The extent of enhanced degradation of the herbicide carbetamide declined over time after herbicide application was discontinued. The kinetics of carbetamide degradation were determined in the same soil for three consecutive years (1994-96) after single annual applications from 1989 to 1992. The DT50 of carbetamide increased from 5.4 d in 1994 to 10.2 d in 1996. However. this was still less than the DT50 in previously untreated soil (23-44 d). A most probable number (MPN) assay demonstrated a link between carbetamide degradation rate and the numbers of micro-organisms capable of carbetamide mineralization. Degradation of six other herbicides was assayed in the carbetamide-pretreated and the previously untreated soils. Propham was the only herbicide which degraded more rapidly in the soil with a history of carbetamide application. Rapid degradation of chlorpropham, a herbicide structurally similar to carbetamide and propham. and propyzamide. a herbicide with similar mode of action and weed control spectrum, was not observed. The results suggest that enhanced biodegradation of carbetamide can be managed by less frequent carbetamide application as a part of a herbicide rotation involving compounds which are structurally dissimilar.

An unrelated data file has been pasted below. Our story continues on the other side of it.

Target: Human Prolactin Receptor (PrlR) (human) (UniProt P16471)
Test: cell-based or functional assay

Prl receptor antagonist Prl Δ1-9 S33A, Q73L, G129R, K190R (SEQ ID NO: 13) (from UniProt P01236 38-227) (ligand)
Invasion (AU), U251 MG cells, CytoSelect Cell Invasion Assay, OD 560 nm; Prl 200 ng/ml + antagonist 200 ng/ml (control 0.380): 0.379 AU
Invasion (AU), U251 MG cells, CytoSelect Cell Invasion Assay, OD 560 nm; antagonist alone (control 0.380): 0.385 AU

Hole, S. J. W., Mcclure, N. C., & Powles, S. (2001). Persistence and management of enhanced carbetamide biodegradation in soil. Weed Research, 41, 341-349. https://doi.org/10.1046/j.1365-3180.2001.00242.x